I had a pair of Air Jordan high-tops...until my three older sisters found out. They threw such a fit that their little brother got a pair of $125 shoes just for the basketball season that my parents returned them to the store! If I'm being honest, I believe their frustration stemmed from the fact that I was the only one in the family to get a Big Wheel (a Dukes of Hazzard one, at that) despite their incessant requests for one, so there was no way that I was getting Air Jordan sneakers as well. Truth be told, they are actually still angry (seriously...STILL angry) about that Big Wheel...but I digress...
Yes, at the eleventh hour, my Air Jordans where snatched from my hands. So close...yet so far!
That brings me to today's post about shoes. While I obviously don't believe that Michael Jordan's shoes made him the player that he was, I do believe that shoes make a huge difference in our overall function and ability to move.
When it comes to what you put on your feet, the Egoscue philosophy is simple: less is best. Ideally, we want you (and your foot) to be able to move as functionally as possible, as much as possible. Obviously, we recommend taking movement breaks throughout your day as much as you can. In addition, we are huge fans of getting your body functional before you go and do your regular workouts. But we also want you to stay as functional as possible throughout your workouts (and as you go throughout your day).
How can we accomplish that? There are different ways to do it, including doing your Egoscue menu, but one simple change you can make is to start wearing a shoe that allows as much functional movement as possible at the feet--the functional base of support for the rest of your body.
Your foot is designed to move, and shoes should allow that movement to happen. Shoes that take away from that ability aren't doing you or your body any favors. Sure, there may be a time and a place to wear shoes that don't allow a lot of movement (yes, it's ok to wear high-heels from time to time, ladies), but generally speaking, the less shoe, the better.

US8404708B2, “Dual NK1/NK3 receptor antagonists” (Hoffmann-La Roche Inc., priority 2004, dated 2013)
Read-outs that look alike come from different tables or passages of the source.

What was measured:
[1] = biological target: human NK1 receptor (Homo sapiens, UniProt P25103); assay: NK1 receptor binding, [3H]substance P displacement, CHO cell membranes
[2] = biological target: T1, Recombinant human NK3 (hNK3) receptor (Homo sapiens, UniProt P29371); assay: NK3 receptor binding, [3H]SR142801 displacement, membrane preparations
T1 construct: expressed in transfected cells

As your foot is allowed to move as it's designed, you are creating a functional "domino-effect" of improved and increased movement up the rest of the bodily chain. Basically, if your foot is moving better, so will your ankle, knee, hip, spine, etc. The improved function and mobility doesn't simply stop at the foot. It continues the path up the body, impacting you from toe to head.
"Barefoot shoes"--a term given to shoes that allow for the foot to move as designed--have been around for years now. Dating back to the early 2000s, we have had a plethora of minimalist shoes from which to choose. Nike, New Balance, Fila, Adidas, Merrell, the list goes on an on, have all had minimalist options. There are so many choices now, that the job of finding the "right" one for you can feel like a daunting task.
That's exactly why I wanted to weigh in on this issue. I actually talked about minimalist shoes on a Facebook Live broadcast, and the response was great. Clearly, several of you who tuned in to that video were in the market for minimalist shoes! The feedback and responses I have received from that talk has been incredible. I'm glad I covered this topic!